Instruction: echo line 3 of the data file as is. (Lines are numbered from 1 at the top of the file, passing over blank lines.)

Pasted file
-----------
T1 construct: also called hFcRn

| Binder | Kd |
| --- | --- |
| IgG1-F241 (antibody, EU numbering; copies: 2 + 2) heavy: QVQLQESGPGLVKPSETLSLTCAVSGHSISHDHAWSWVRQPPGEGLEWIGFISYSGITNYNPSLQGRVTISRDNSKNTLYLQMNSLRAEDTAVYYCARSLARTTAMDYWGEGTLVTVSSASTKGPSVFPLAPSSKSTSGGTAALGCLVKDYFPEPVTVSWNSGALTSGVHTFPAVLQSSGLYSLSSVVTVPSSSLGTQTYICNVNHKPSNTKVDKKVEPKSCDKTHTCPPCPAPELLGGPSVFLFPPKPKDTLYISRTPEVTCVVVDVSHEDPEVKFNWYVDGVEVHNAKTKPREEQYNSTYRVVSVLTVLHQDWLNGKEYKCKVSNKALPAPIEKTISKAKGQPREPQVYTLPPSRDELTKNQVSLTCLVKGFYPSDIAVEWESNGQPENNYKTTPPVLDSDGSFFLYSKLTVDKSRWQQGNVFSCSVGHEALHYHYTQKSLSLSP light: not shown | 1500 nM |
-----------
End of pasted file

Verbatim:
| --- | --- |